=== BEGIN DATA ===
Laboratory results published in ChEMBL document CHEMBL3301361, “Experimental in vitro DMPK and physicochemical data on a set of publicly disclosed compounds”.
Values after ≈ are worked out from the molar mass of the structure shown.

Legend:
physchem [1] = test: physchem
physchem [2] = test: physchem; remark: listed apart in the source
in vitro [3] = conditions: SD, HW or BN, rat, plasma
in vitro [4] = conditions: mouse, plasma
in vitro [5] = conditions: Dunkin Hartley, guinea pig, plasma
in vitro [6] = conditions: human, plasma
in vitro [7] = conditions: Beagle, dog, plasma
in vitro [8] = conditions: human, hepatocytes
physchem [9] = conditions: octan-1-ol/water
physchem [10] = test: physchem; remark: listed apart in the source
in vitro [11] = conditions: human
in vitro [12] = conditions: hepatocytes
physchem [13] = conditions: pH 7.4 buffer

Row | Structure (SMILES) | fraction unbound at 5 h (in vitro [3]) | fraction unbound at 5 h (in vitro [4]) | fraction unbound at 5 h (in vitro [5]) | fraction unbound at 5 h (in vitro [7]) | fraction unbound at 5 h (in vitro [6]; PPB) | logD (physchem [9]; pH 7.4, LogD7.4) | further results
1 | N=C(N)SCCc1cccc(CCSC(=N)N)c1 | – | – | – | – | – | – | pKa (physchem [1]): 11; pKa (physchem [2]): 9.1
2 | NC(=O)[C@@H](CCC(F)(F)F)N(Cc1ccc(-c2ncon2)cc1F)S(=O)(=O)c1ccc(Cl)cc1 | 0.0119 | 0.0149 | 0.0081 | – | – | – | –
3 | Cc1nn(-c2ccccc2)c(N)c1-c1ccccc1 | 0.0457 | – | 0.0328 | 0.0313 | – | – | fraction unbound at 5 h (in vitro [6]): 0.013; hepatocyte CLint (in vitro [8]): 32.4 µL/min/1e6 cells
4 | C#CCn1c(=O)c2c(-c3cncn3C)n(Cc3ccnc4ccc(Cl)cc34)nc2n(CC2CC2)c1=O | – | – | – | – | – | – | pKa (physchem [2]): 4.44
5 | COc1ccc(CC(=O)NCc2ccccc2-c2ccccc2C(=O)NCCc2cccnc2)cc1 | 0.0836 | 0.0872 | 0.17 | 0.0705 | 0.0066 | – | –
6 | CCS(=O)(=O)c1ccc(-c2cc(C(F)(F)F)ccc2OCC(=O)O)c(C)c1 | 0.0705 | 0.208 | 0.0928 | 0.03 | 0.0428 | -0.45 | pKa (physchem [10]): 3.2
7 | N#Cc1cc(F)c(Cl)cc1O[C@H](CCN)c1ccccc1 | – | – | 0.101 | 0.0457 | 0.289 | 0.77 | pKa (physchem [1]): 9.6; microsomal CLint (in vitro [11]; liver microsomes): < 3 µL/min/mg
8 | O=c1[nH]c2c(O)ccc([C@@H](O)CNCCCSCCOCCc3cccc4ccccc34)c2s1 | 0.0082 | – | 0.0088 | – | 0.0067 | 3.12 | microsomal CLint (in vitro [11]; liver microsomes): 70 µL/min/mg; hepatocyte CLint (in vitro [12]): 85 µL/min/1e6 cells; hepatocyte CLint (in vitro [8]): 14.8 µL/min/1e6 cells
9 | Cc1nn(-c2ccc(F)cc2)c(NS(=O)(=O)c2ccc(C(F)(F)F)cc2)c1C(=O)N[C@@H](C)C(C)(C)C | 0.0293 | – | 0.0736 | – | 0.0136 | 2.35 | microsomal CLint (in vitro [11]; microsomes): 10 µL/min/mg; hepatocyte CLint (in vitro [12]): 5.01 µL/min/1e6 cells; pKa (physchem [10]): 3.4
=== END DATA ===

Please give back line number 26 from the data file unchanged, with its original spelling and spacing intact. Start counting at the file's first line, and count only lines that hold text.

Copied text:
9 | Cc1nn(-c2ccc(F)cc2)c(NS(=O)(=O)c2ccc(C(F)(F)F)cc2)c1C(=O)N[C@@H](C)C(C)(C)C | 0.0293 | – | 0.0736 | – | 0.0136 | 2.35 | microsomal CLint (in vitro [11]; microsomes): 10 µL/min/mg; hepatocyte CLint (in vitro [12]): 5.01 µL/min/1e6 cells; pKa (physchem [10]): 3.4